EF Core Pagination

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EF Core Pagination

What is Pagination?

Pagination is the process of retrieving results in pages, rather than all at once.

This process is extremely useful for large datasets because it improves the overall performance of the system, by fetching a limited number of items rather than all of them.

There are two main ways to implement this process into your application: Offset Pagination and Keyset Pagination.

In both cases, it's important to keep a fully unique ordering, to avoid skipping results.

For example, if results are ordered only by date, but there can be multiple results with the same date, then results could be skipped when paginating as they're ordered differently across two paginating queries.

The solution to this issue is to unique the ordering by using both the date and the id (or any other unique property or combination of properties).

As a general rule of thumb, apply unique ordering criteria before using the pagination in your application, and don't expect databases to consider any ordering by default.

Also, define indexes for the properties that are used for ordering. If there are multiple properties for defining the ordering criteria, then create a composite index.

Offset Pagination

This is arguably the easiest way to implement pagination in your application. It uses two easy-to-understand methods for manipulating the data that's going to be returned from the server side.

These two methods are Skip(OFFSET in SQL), which specifies the number of items to skip from the dataset, and Take(LIMIT in SQL), which specifies the maximum number of items per page to be returned.

In summary, Skip is responsible for going to the previous/next page, and Take represents the maximum number of items per page.

Even though it's the easiest way to implement pagination, some drawbacks are coming with it.

Let's consider the following example:

int toSkip = 100;
int toTake = 100;
var students = ctx.Students
    .OrderBy(student => student.Id)

In this example, we're fetching the page results by skipping the first 100 items from the dataset and taking at most 30 items from the remaining ones.

Observe also that before using the Skip and Take methods, we applied unique ordering criteria (ordering by student's ID), to avoid unintentionally skipping results.

Even though it's an easy-to-follow example, it also has some severe shortcomings:

  1. The first 100 items from the database still need to be processed, even though they aren't considered for the current page results. Skipping the first 100 students, doesn't appear as an expensive operation at first sight, but what would happen if we need to skip 100k rows or even 1 million rows? (This is a highly possible case in big enterprise projects). In conclusion, the performance will suffer as you progress through the results and approach a distant page, as the Skip value will increase, and the database will have more and more items to process. Also, we could conclude that as the number of students increases, there will be more and more items to skip by the database, and the performance will be degraded.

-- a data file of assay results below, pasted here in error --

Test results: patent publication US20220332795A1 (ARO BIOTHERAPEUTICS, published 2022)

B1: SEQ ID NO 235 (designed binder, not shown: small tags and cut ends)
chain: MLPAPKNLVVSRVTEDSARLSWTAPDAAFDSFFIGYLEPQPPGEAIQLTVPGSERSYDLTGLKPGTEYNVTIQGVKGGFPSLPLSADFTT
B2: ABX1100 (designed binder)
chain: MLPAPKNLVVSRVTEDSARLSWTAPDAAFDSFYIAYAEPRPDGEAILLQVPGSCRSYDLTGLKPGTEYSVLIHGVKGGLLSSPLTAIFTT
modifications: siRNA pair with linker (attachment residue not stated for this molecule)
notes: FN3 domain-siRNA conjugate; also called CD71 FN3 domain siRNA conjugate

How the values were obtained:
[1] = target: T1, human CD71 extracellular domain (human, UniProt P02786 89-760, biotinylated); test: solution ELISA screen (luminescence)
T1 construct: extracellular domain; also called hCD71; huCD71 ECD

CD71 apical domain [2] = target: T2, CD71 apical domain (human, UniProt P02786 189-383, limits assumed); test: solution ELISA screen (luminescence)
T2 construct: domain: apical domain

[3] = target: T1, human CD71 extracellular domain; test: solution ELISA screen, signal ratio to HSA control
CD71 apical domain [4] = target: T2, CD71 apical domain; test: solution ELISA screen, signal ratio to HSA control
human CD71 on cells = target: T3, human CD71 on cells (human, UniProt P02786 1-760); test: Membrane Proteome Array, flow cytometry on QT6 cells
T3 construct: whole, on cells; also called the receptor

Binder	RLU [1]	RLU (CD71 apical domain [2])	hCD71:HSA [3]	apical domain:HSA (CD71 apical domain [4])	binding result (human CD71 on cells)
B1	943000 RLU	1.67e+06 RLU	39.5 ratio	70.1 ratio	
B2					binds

2. Another pitfall of offset pagination is that it can mistakenly return duplicate entries or skip entries if data is being simultaneously added or deleted from the database. Consider having two pages with the same number of results. As you're on the first page, somebody is deleting the last item of the page. That means when you move to the second page, the first item that normally should be on the second page will be skipped as it will become the last item of the previous page. Unless you go back and look at the previous page again, you will miss that page result.

Keyset Pagination

To address the shortcomings of the offset pagination, there exists an alternative pagination strategy that's called keyset pagination.

This pagination strategy (sometimes called s_eek-based pagination_ or cursor pagination) uses a WHERE clause to skip rows, instead of an OFFSET.

Typically, the last returned result from the previous page is utilized to specify the criteria for retrieving the results from the current page.

The pages aren't being divided up in relation to the general location of entries, thus when new entries are added or deleted, the content on each page doesn't move.

Scalability is also less of a problem because the server is not required to do the counting and iterative looping through of data necessary for offset pagination.

Consider the following example:

int lastStudentId = 30;
int toTake = 30;
var page = ctx.Students
    .OrderBy(student => student.Id)
    .Where(student => student.Id > lastStudentId)

In this example, we know the last row returned by the previous page, and we get the results for the current page (the ones after the last row) based on that.

In addition, to limit the number of returned results, we establish a maximum page size by calling the Take method.

Keyset pagination is suited for applications where the user navigates forward and backward and does not require random access to a specific page, as provided by the previous pagination strategy.

We might also consider it the best approach if you want to create an endless scroll content application because it is efficient and addresses the problems of offset pagination.


Pagination is more complicated than it appears, so pay special attention to what's needed for your application.

Before deciding on one of the two techniques, consider the advantages and disadvantages of each.

As a general guideline, only use offset pagination if you need random access to a certain page; otherwise, try keyset pagination, which is usually faster.